Que v0.10.1 Que.Worker behaviour View Source

Defines a Worker for processing Jobs.

The defined worker is responsible for processing passed jobs, and handling the job's success and failure callbacks. The defined worker must export a perform/1 callback otherwise compilation will fail.

Basic Worker

defmodule MyApp.Workers.SignupMailer do
  use Que.Worker

  def perform(email) do
    Mailer.send_email(to: email, message: "Thank you for signing up!")
  end
end

You can also pattern match and use guard clauses like normal methods:

defmodule MyApp.Workers.NotificationSender do
  use Que.Worker

  def perform(type: :like, to: user, count: count) do
    User.notify(user, "You have #{count} new likes on your posts")
  end

  def perform(type: :message, to: user, from: sender) do
    User.notify(user, "You received a new message from #{sender.name}")
  end

  def perform(to: user) do
    User.notify(user, "New activity on your profile")
  end
end

Concurrency

By default, workers process one Job at a time. You can specify a custom value by passing the concurrency option.

defmodule MyApp.Workers.PageScraper do
  use Que.Worker, concurrency: 4

  def perform(url), do: Scraper.scrape(url)
end

If you want all Jobs to be processed concurrently without any limit, you can set the concurrency option to :infinity. The concurrency option must either be a positive integer or :infinity, otherwise it will raise an error during compilation.

Handle Job Success & Failure

The worker can also export optional on_success/1 and on_failure/2 callbacks that handle appropriate cases.

defmodule MyApp.Workers.CampaignMailer do
  use Que.Worker

  def perform({campaign, user}) do
    Mailer.send_campaign_email(campaign, user: user)
  end

  def on_success({campaign, user}) do
    CampaignReport.compile(campaign, status: :success, user: user)
  end

  def on_failure({campaign, user}, error) do
    CampaignReport.compile(campaign, status: :failed, user: user)
    Logger.debug("Campaign email to #{user.id} failed: #{inspect(error)}")
  end
end

Setup and Teardown

You can similarly export optional on_setup/1 and on_teardown/1 callbacks that are respectively run before and after the job is performed (successfully or not). But instead of the job arguments, they pass the job struct as an argument which holds a lot more internal details that can be useful for custom features such as logging, metrics, requeuing and more.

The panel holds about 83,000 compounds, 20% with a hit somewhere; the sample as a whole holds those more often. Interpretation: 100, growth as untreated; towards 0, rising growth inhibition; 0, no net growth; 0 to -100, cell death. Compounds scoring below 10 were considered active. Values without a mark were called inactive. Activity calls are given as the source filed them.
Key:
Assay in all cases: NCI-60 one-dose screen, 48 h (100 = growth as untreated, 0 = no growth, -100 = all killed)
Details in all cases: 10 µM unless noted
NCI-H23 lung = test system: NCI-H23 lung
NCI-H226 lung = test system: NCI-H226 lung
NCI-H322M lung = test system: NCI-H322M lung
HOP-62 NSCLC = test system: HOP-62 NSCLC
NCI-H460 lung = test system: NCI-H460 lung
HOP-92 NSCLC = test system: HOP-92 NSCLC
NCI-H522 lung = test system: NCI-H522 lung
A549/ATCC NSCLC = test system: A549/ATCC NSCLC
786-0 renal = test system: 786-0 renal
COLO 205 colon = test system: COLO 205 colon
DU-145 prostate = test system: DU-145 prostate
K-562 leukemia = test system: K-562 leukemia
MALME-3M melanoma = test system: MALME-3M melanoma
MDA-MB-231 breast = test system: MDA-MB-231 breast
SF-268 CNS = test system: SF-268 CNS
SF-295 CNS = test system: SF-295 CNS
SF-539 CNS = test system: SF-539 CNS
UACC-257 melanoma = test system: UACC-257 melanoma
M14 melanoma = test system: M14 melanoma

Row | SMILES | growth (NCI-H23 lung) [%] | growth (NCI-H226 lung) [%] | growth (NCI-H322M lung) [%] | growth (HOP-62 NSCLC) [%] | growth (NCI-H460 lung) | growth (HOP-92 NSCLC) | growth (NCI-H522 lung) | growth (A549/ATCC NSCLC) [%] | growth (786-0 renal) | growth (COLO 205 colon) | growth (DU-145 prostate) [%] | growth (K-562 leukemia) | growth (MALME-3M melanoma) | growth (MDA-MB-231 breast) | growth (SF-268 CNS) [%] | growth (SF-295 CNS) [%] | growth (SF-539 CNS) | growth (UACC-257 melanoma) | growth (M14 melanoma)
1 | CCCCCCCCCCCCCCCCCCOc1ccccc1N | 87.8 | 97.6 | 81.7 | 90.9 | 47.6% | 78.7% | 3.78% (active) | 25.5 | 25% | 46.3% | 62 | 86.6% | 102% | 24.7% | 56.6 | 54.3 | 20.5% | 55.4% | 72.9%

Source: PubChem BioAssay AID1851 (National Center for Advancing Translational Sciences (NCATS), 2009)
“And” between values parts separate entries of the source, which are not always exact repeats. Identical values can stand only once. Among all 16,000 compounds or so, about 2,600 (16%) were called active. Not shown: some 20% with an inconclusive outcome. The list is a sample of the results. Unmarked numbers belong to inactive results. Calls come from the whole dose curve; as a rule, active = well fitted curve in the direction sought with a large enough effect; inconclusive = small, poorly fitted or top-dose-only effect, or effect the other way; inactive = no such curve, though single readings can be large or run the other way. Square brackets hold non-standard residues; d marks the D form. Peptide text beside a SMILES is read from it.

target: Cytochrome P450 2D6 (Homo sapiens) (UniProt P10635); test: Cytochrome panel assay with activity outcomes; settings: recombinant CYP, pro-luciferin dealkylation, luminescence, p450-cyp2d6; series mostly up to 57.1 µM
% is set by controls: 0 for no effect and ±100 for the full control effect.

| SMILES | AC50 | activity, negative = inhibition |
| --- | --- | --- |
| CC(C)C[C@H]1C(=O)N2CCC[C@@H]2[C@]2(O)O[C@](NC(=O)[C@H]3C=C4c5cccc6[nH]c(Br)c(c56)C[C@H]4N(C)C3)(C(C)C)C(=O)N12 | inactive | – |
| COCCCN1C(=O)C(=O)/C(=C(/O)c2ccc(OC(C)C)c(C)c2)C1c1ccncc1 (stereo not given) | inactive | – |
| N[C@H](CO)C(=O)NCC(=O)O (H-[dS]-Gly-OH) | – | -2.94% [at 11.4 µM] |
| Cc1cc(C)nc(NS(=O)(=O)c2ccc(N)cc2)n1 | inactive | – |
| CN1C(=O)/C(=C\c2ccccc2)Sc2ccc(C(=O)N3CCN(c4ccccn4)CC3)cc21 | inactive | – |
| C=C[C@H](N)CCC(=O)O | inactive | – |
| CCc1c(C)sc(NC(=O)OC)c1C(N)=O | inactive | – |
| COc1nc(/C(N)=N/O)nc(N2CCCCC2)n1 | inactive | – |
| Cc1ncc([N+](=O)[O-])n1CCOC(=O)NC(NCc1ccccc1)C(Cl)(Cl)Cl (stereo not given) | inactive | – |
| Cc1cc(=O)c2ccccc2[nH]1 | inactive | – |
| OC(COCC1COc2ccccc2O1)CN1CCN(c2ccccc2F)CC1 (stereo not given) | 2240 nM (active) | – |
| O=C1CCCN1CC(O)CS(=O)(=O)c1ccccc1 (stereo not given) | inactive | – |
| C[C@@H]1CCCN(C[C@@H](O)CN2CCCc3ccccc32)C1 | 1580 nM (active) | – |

defmodule MyApp.Workers.VideoProcessor do
  use Que.Worker

  def on_setup(%Que.Job{} = job) do
    VideoMetrics.record(job.id, :start, process: job.pid, status: :starting)
  end

  def perform({user, video, options}) do
    User.notify(user, "Your video is processing, check back later.")
    FFMPEG.process(video.path, options)
  end

  def on_teardown(%Que.Job{} = job) do
    {user, video, _options} = job.arguments
    link = MyApp.Router.video_path(user.id, video.id)

    VideoMetrics.record(job.id, :end, status: job.status)
    User.notify(user, "We've finished processing your video. See the results.", link)
  end
end

Failed Job Retries

Failed Jobs are NOT automatically retried. If you want a job to be retried when it fails, you can simply enqueue it again.

To get a list of all failed jobs, you can call Que.Persistence.failed/0.

Link to this section Summary

Types

t()

A valid worker module

Functions

Checks if the specified module is a valid Que Worker

Raises an error if the passed module is not a valid Que.Worker

Callbacks

Optional callback that is executed if an error is raised during job is processed (in perform callback)

Optional callback that is executed before the job is started.

Optional callback that is executed when the job is processed successfully.

Optional callback that is executed after the job finishes, both on success and failure.

Main callback that processes the Job.

Link to this section Types

A valid worker module

Link to this section Functions

Link to this function

valid?(module) View Source
valid?(module :: module()) :: boolean()

Checks if the specified module is a valid Que Worker

Example

defmodule MyWorker do
  use Que.Worker

  def perform(_args), do: nil
end


Que.Worker.valid?(MyWorker)
# => true

Que.Worker.valid?(SomeOtherModule)
# => false
Link to this function

validate!(module) View Source
validate!(module :: module()) :: :ok | no_return()

Raises an error if the passed module is not a valid Que.Worker

Link to this section Callbacks

Link to this callback

on_failure(arguments, error) View Source
on_failure(arguments :: term(), error :: tuple()) :: term()

Optional callback that is executed if an error is raised during job is processed (in perform callback)

Link to this callback

on_setup(job) View Source
on_setup(job :: Que.Job.t()) :: term()

Optional callback that is executed before the job is started.

Link to this callback

on_success(arguments) View Source
on_success(arguments :: term()) :: term()

Optional callback that is executed when the job is processed successfully.

Link to this callback

on_teardown(job) View Source
on_teardown(job :: Que.Job.t()) :: term()

Optional callback that is executed after the job finishes, both on success and failure.

Link to this callback

perform(arguments) View Source
perform(arguments :: term()) :: term()

Main callback that processes the Job.

This is a required callback that must be implemented by the worker. If the worker doesn't export perform/1 method, compilation will fail. It takes one argument which is whatever that's passed to Que.add.

You can define it like any other method, use guard clauses and also use pattern matching with multiple method definitions.